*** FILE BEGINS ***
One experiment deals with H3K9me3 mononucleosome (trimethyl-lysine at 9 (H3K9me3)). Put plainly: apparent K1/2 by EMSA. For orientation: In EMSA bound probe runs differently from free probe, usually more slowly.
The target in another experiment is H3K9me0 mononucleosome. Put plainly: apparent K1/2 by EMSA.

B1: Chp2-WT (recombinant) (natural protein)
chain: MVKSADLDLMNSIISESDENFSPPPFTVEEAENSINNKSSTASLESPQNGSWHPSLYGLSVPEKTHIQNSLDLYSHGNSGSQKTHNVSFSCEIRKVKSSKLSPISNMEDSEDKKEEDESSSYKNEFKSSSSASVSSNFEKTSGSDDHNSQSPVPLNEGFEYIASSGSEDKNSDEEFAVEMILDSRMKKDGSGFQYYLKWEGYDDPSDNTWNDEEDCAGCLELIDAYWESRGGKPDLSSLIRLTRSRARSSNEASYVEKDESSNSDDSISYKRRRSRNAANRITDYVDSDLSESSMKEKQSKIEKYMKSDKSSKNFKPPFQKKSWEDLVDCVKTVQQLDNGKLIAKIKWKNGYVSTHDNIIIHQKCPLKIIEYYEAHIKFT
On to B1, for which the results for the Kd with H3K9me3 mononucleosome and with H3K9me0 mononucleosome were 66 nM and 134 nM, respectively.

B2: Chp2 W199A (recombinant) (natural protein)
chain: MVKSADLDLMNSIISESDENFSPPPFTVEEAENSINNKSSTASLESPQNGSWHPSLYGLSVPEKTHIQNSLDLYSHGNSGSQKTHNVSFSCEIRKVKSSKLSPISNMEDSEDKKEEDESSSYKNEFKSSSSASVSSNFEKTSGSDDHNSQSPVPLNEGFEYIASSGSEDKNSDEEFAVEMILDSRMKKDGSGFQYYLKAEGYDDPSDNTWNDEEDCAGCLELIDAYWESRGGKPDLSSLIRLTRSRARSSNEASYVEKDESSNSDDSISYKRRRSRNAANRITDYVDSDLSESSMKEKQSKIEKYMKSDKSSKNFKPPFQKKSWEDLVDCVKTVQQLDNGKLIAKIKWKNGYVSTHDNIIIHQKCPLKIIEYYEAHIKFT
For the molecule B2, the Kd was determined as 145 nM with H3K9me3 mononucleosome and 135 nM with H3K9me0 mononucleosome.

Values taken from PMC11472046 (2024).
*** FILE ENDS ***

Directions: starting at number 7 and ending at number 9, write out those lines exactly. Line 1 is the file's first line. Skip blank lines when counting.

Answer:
chain: MVKSADLDLMNSIISESDENFSPPPFTVEEAENSINNKSSTASLESPQNGSWHPSLYGLSVPEKTHIQNSLDLYSHGNSGSQKTHNVSFSCEIRKVKSSKLSPISNMEDSEDKKEEDESSSYKNEFKSSSSASVSSNFEKTSGSDDHNSQSPVPLNEGFEYIASSGSEDKNSDEEFAVEMILDSRMKKDGSGFQYYLKAEGYDDPSDNTWNDEEDCAGCLELIDAYWESRGGKPDLSSLIRLTRSRARSSNEASYVEKDESSNSDDSISYKRRRSRNAANRITDYVDSDLSESSMKEKQSKIEKYMKSDKSSKNFKPPFQKKSWEDLVDCVKTVQQLDNGKLIAKIKWKNGYVSTHDNIIIHQKCPLKIIEYYEAHIKFT
For the molecule B2, the Kd was determined as 145 nM with H3K9me3 mononucleosome and 135 nM with H3K9me0 mononucleosome.

Values taken from PMC11472046 (2024).